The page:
© Tom Dixon
Tom Dixon, OBE, is a British designer who specializes in lighting, furniture, and accessories.
Millennials aren’t really in the market for high-end furniture, according to renowned lighting and interior designer Tom Dixon. Why? Because they move so often.
“People are moving 14 to 15 times in their lifetimes rather than what used to happen, which was two or three times,” Dixon told Business Insider. “Now they want more vintage pieces, more natural materials; they are buying a lot of cheap furniture because they’re not investing in interiors because they’ve moved so many times in their lifetimes.”
This shouldn’t come as too much of a surprise, however, because millennials only own about 4% of American real estate. Spending thousands of dollars on a couch that will eventually just be lugged from one Brooklyn apartment to another seems gratuitous when one can spend a quarter of that on a decent couch that they won’t feel too badly about tossing to the curb once they move (where it’ll almost undoubtedly get scooped up by another millennial looking for a furniture bargain).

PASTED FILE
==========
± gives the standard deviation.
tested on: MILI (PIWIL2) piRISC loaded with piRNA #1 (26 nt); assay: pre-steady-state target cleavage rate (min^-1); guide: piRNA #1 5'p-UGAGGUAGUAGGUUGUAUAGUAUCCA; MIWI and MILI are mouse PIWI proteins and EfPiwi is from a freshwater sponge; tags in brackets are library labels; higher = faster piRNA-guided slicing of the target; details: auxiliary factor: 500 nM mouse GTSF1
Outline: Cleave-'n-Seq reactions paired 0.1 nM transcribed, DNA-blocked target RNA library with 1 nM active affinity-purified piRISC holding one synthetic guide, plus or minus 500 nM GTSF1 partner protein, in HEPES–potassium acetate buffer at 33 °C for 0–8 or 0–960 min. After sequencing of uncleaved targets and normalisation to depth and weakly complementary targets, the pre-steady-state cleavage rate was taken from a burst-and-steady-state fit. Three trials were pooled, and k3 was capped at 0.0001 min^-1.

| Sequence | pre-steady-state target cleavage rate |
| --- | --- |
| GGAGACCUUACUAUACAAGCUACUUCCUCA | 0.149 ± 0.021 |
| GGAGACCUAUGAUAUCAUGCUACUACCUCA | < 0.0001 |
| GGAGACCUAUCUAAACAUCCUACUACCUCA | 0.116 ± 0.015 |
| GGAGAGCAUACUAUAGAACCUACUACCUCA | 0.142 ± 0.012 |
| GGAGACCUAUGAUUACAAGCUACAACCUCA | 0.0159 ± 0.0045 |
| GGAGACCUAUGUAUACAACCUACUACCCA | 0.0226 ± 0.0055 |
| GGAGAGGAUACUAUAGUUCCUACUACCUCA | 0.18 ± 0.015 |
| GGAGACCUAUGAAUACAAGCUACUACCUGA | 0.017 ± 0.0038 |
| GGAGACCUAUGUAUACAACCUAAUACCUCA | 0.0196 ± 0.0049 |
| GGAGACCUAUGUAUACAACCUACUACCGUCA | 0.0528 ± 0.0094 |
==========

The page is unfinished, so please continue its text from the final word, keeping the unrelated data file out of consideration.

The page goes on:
And of course, the majority of millennials don’t have the financial security to feel comfortable splurging on high-end furniture. The generation was notoriously hit by the blunt end of the economic stick: the Great Recession, skyrocketing housing prices, student debt, stagnating incomes, and now, another impending recession spurred by a global pandemic.
With many millennials unable to afford the down payment required to purchase a home for decades, it’s easy to see why the appeal of luxury couches has become lackluster.
Of course, that’s not to say millennials won’t splurge on what matters to them.
“There has been slightly less interest in interior design and more interest in investing in technology,” Dixon told Business Insider. “People are less inclined to invest in the future of permanence and certainty of what is going to happen next and that has an impact on the type of objects that they buy.”
Instead, Dixon says, high-end and heritage furniture are more likely to be seen in hotels, bars, and restaurants — places, he notes, where people like to be “comfortable” and which have, over time, become less technical and more domestic in purpose.
Article by (Dominic-Madori Davis for Business Insider